Jaguars Can't Evaluate Gabbert

The Jaguars have played more than half of the season with Blaine Gabbert at quarterback and there's not enough signs that he will be a star or complete bust.

After quarterback Luke McCown's four-interception game back on September 18th in the Meadowlands, the Jaguars decision to start rookie Blaine Gabbert appeared to be an easy one. Gabbert was the future, and it was assumed that he couldn't play worse than the band-aid veteran.

The Jaguars knew that there would be a certain amount of growing pains with their rookie, as he was a collegiate starter for just two seasons. As expected as these growing pains were, the Jacksonville front office needed to see Gabbert in action to evaluate whether he can be the future quarterback to lead the team to respectability.

After nine starts, nobody has any idea whether or not Blaine Gabbert can play.

Blaine Gabbert is near the bottom of the league in every passing category, but that doesn't tell the whole story. Gabbert has faced tougher competition than any of the other rookie signal callers and he by far has the least amount of weapons to work with. On Sunday, Pro Bowl tight end Marcedes Lewis dropped an easy touchdown pass from Gabbert in the first half and the Jaguars offense never recovered against the top-ranked Texans defense.

"It was a leak here, a leak there and we never really got clicking," guard Uche Nwaneri said.

The problem with the Jaguars inferior offense is that those "leaks" that Uche Nwaneri was talking about happens every single game and on almost every single drive. Wide receivers quit on routes. When they don't they drop passes. Protection breaks down, and when it doesn't Gabbert feels a rush that might or might not be there. No quarterback could flourish with weapons like Jason Hill and Mike Thomas and the Jaguars are left wondering whether theirs can play at all on this level, surrounded by any talent.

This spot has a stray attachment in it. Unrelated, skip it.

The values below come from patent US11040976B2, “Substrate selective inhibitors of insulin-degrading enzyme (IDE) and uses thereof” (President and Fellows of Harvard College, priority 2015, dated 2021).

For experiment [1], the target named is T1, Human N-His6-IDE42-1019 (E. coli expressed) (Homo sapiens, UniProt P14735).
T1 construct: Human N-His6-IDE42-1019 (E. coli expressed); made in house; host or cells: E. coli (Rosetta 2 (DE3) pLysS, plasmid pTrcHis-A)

In the fourth quarter of Sunday's game, Jaguars head coach Jack Del Rio decided to bench Gabbert as he was "looking for a spark" for the offense.

"A quarterback is only as good as the players around him," running back Maurice Jones-Drew said. "When they pull your quarterback, they are saying something about you. It's not the quarterback. We have to continue to work to get better with whoever is going to be the starter next week."

Pulling Gabbert was the right move if the team was trying to win the game, although it likely came one quarter too late. But at what cost? With a team that's now 3-8, isn't the season about putting the rookie quarterback into as many situations as possible to learn from?

"You never want to lose a game," Gabbert said after the 20-13 loss. "As a competitive guy, you never want to be pulled, but that's out of my control."

Jack Del Rio later confirmed that Blaine Gabbert would remain the team's starting quarterback, "until I tell you otherwise." If playing with the worst skill position players in the NFL isn't tough enough, Gabbert now has to look over his shoulder to his lame-duck head coach after every mistake.

Jacksonville so blatantly ignored the skill positions in the offseason that 2011's nightmarish campaign that will leave them with one of the worst records in football and also knowing virtually nothing about their first-round pick.

Charlie Bernstein is the NFL Insider for and ESPN 1080 and 1040 in Orlando/Tampa and Editor-in-Chief of Sports Media Interactive, covering the National Football League, NCAA, and National Basketball Association. Charlie covers the Jacksonville Jaguars for FoxSports and has been featured on the NFL Network and Sirius NFL Radio. Charlie is also a member of the Pro Football Writers of America. You can follow Charlie on Twitter @nflcharlie

Jags Illustrated Top Stories